My entire being cringed recently as I sat beside my ecstatic son watching family videos from five years ago- a few short months after our two sons came home through foster care adoption.
As I sat beside my son, his delight barely registered to me, because I was traumatized by the video. All I could hear in the old recording from two of my children’s voices and body language was their cry of, “I’m a dysregulated mess! I can’t handle this video camera thing! Please help me feel safe. I don’t want to be like this, but I can’t stop. I need your help!”
My son unknowingly tortured me by replaying the videos several times. Eventually, I was able to hear beyond my children to my own voice behind the camera. I was surprised that, despite the fact that I in way over my head at the time, I was playing my part exactly as the books instruct: calmly responding to each question, asking my children to redo less-than-desirable behaviors, and patiently teaching them respectful phrases that were missing from their vocabulary.
But none of my textbook interaction was making any difference. In fact, my interventions seemed to make everything worse.
The books I read to prepare for adoption had instructed me that my child must feel safe before I should attempt behavioral interventions. However, I don’t remember instruction on how to help my specific child feel safe given his traumatic past. How would I be able to tell if my interventions were helping? How could I tell he wasn’t feeling safe in the first place?!
The reason I couldn’t help my children feel safe was that I didn’t know they were feeling unsafe. I had no idea that the absence of feeling safe led to dysregulation. I didn’t even know what regulation was!
All I knew was that time with my sons in the early days was uncomfortable. Much of the time, I couldn’t stand to be in conversation with them or even be in the same room as them, and because of that, I felt like a horrible failure as their mom. I felt like giving up.
It took me three years to begin to realize that almost any time I can barely tolerate my children, it’s because they’re dysregulated (or I’m dysregulated), and there are always ways to help them regulate.
When I give my children what they need to regulate their emotions, we can eventually enjoy each other. They can’t do this alone.
If I had immediately recognized all of my children’s dysregulated behaviors six years ago, I would have been inclined to attempt to “correct” them. My interventions would have been shaming and shame never leads to emotional or relational health.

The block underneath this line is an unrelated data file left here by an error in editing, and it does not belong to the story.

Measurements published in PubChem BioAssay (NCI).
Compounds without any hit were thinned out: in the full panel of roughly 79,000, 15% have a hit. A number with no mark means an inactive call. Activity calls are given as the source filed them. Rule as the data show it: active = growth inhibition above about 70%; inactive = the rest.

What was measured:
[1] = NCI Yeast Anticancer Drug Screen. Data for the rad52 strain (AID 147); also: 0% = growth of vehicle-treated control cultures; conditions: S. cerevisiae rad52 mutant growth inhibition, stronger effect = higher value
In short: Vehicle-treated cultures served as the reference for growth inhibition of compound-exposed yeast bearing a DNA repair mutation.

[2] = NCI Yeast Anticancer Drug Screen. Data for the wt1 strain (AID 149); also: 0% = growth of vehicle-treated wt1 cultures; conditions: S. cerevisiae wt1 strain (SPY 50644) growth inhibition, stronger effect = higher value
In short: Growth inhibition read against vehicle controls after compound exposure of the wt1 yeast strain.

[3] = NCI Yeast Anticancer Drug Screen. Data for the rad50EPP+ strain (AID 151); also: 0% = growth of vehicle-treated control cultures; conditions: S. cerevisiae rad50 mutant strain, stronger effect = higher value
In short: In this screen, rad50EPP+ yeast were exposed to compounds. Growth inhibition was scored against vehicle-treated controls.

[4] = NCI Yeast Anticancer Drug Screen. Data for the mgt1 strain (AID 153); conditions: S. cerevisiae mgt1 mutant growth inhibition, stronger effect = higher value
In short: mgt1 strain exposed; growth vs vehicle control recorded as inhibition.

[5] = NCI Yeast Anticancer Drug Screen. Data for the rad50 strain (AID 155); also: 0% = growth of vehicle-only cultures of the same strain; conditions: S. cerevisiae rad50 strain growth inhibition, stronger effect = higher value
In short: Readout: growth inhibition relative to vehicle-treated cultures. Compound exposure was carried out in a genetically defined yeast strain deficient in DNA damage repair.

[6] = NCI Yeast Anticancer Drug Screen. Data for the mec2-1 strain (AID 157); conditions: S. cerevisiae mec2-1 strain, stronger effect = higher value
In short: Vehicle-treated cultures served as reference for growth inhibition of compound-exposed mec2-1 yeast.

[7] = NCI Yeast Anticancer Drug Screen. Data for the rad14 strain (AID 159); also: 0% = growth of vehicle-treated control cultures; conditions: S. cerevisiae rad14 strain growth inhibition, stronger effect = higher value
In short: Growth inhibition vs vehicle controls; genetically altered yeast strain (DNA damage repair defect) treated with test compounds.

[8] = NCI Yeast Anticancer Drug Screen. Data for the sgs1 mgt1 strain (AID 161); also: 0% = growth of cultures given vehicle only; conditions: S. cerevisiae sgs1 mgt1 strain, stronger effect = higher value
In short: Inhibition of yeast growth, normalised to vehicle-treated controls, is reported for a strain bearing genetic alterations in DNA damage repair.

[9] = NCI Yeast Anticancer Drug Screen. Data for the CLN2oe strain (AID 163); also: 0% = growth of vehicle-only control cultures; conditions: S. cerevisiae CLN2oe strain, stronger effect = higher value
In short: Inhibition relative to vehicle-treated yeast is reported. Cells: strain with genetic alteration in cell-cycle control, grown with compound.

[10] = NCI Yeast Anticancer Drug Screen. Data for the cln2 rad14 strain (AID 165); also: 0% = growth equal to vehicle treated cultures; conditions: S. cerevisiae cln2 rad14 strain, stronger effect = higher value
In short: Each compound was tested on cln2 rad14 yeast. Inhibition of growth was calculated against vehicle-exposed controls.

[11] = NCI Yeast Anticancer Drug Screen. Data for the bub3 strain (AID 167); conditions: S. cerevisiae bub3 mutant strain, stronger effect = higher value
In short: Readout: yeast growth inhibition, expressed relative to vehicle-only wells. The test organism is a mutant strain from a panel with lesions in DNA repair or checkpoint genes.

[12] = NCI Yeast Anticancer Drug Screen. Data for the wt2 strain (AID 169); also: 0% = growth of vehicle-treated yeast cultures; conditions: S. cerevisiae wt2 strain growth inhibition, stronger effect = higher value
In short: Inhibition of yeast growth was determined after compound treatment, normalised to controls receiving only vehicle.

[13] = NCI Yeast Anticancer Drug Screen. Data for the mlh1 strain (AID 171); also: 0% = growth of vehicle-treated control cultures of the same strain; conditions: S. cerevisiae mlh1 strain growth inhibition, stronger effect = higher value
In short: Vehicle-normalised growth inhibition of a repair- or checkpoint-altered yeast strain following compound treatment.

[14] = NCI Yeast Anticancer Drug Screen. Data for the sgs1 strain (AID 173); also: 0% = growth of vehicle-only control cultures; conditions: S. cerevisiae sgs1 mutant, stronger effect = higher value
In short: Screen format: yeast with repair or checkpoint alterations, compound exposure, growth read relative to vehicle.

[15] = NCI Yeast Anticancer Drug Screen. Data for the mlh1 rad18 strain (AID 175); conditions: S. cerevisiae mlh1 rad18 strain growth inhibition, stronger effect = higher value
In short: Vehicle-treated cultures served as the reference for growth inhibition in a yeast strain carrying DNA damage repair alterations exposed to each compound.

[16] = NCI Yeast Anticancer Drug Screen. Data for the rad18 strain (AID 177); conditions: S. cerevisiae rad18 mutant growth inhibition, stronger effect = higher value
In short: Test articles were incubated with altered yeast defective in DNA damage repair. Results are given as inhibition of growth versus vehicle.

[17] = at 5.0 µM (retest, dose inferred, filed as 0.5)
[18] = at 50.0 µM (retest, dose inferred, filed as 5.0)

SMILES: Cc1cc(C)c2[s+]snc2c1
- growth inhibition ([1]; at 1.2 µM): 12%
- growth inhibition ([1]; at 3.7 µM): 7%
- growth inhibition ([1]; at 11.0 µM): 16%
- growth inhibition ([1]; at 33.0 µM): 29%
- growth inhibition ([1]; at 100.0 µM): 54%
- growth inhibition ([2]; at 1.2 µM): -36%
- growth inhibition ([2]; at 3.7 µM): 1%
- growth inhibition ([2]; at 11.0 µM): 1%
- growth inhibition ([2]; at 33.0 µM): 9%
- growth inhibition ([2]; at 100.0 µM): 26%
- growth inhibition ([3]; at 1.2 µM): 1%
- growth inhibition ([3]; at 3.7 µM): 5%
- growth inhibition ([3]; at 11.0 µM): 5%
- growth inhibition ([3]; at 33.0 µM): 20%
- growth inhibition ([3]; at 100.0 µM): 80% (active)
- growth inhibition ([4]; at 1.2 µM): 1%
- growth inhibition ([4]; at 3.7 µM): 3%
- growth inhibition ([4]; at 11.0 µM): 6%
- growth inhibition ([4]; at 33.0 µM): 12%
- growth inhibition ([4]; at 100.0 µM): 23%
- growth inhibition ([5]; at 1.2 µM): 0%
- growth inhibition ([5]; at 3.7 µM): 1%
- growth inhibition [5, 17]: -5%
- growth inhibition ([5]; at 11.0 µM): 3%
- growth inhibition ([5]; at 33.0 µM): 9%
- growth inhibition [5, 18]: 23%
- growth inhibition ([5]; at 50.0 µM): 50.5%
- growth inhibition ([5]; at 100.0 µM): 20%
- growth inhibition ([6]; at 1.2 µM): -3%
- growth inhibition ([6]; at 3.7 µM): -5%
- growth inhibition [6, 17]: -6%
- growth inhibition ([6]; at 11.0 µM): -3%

If I’ve learned anything about dysregulation, it’s that I can’t discipline it out of my child. I can’t have a rational discussion about it with my child. When he’s dysregulated, he’s beyond reason. He needs my calm to regulate. I have to stop thinking of him as manipulative or self-sabotaging and put aside any thought that leads me down the road toward blaming him for where he’s at- a place he needs me to help him move past. Rather I need to recognize his fear, anxiety, and stress and call his behavior what it is- dysregulation. He needs me to set him up for success by limiting his opportunities for failure. He needs me to create safe predictability and rhythm into his life. He needs me to stop overwhelming him.
Those ideas were far beyond my comprehension six years ago. At the time, I didn’t have any calm to share. I was living in a constant state of overwhelmed myself.
Dysregulation doesn’t look the same in every person. I’ve gathered a list of indicators of dysregulated family members. Even though it’s imperfect, I’ve attempted to categorize the following behaviors in an effort to simplify. Some behaviors don’t fit neatly under a category (e.g., eating non-food items). Most of the following are either efforts to self-soothe or maladaptive survival skills.
- tense body
- exhibits emotions too intense for a situation
- excessive chattering
- silliness that seemed inexplicably unrelaxed (and not fun for anyone)
- obsessive organizing (often in a way that actually makes a mess)
- difficulty calming down
- making repetitive sounds or motions
- unusually loud voice volume
- attention difficulties
- incapable of rational discussion
- avoids eye contact
- shuts down completely
- unusually quiet voice volume
- spaces out
- unable to function at typical cognitive baseline
- breaks things
- hurts people or animals (or attempts to)